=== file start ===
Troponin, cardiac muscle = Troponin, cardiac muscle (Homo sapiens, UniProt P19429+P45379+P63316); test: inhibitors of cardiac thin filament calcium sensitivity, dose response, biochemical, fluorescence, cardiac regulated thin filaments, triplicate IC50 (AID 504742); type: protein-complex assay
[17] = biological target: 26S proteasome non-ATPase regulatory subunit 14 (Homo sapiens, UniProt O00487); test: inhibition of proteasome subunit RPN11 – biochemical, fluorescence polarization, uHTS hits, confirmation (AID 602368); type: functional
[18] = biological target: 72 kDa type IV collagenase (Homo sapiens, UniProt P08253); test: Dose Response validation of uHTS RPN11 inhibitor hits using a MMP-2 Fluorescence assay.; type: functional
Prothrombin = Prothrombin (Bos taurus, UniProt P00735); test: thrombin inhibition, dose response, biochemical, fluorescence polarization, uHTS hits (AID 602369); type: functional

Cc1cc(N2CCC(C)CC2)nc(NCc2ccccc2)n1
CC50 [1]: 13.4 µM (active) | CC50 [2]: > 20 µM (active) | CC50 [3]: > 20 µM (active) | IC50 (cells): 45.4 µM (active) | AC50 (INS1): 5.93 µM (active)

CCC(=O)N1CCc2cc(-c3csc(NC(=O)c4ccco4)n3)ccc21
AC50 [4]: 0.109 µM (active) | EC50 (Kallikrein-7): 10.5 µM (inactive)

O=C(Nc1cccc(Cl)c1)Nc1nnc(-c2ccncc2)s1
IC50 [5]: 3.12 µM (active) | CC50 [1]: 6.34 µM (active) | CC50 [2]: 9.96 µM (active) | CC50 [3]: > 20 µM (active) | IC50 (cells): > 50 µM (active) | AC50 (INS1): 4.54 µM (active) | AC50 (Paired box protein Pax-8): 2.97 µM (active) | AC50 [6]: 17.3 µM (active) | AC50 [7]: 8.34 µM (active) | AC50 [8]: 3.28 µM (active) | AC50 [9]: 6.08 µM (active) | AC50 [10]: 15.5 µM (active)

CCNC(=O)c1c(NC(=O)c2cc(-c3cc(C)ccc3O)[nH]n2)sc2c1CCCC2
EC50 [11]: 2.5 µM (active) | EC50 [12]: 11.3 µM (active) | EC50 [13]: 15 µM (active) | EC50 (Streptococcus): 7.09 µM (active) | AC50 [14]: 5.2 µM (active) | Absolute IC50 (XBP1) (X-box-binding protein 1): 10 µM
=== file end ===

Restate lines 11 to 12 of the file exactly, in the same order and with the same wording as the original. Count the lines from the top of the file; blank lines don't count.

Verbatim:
CCNC(=O)c1c(NC(=O)c2cc(-c3cc(C)ccc3O)[nH]n2)sc2c1CCCC2
EC50 [11]: 2.5 µM (active) | EC50 [12]: 11.3 µM (active) | EC50 [13]: 15 µM (active) | EC50 (Streptococcus): 7.09 µM (active) | AC50 [14]: 5.2 µM (active) | Absolute IC50 (XBP1) (X-box-binding protein 1): 10 µM